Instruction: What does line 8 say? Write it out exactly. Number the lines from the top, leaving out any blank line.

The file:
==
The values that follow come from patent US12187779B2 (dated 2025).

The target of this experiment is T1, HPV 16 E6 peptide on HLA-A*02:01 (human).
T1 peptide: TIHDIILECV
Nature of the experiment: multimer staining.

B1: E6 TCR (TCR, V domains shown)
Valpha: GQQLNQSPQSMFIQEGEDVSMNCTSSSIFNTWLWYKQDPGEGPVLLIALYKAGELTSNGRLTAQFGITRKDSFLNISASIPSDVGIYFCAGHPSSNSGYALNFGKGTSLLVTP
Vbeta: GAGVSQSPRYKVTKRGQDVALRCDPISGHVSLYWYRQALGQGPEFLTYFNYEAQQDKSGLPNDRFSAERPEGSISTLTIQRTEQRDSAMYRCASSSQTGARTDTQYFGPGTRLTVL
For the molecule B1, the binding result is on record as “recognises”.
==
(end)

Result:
For the molecule B1, the binding result is on record as “recognises”.